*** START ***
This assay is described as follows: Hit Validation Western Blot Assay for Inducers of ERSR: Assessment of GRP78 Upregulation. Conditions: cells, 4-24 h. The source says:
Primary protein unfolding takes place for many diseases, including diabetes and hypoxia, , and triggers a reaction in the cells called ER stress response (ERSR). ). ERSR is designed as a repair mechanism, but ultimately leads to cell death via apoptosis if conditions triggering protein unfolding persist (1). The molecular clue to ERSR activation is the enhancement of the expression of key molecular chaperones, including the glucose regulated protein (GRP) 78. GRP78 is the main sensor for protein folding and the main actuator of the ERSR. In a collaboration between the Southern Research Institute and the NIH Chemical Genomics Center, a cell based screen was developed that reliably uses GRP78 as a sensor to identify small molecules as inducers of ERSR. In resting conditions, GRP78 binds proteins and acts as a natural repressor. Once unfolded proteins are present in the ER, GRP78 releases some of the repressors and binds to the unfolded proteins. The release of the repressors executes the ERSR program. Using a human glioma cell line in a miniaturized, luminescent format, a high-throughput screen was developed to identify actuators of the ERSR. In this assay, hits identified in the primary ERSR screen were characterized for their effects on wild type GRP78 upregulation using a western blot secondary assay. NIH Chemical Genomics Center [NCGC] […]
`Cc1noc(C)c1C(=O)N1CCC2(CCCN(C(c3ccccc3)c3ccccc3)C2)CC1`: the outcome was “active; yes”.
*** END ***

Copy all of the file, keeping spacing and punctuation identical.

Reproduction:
This assay is described as follows: Hit Validation Western Blot Assay for Inducers of ERSR: Assessment of GRP78 Upregulation. Conditions: cells, 4-24 h. The source says:
Primary protein unfolding takes place for many diseases, including diabetes and hypoxia, , and triggers a reaction in the cells called ER stress response (ERSR). ). ERSR is designed as a repair mechanism, but ultimately leads to cell death via apoptosis if conditions triggering protein unfolding persist (1). The molecular clue to ERSR activation is the enhancement of the expression of key molecular chaperones, including the glucose regulated protein (GRP) 78. GRP78 is the main sensor for protein folding and the main actuator of the ERSR. In a collaboration between the Southern Research Institute and the NIH Chemical Genomics Center, a cell based screen was developed that reliably uses GRP78 as a sensor to identify small molecules as inducers of ERSR. In resting conditions, GRP78 binds proteins and acts as a natural repressor. Once unfolded proteins are present in the ER, GRP78 releases some of the repressors and binds to the unfolded proteins. The release of the repressors executes the ERSR program. Using a human glioma cell line in a miniaturized, luminescent format, a high-throughput screen was developed to identify actuators of the ERSR. In this assay, hits identified in the primary ERSR screen were characterized for their effects on wild type GRP78 upregulation using a western blot secondary assay. NIH Chemical Genomics Center [NCGC] […]
`Cc1noc(C)c1C(=O)N1CCC2(CCCN(C(c3ccccc3)c3ccccc3)C2)CC1`: the outcome was “active; yes”.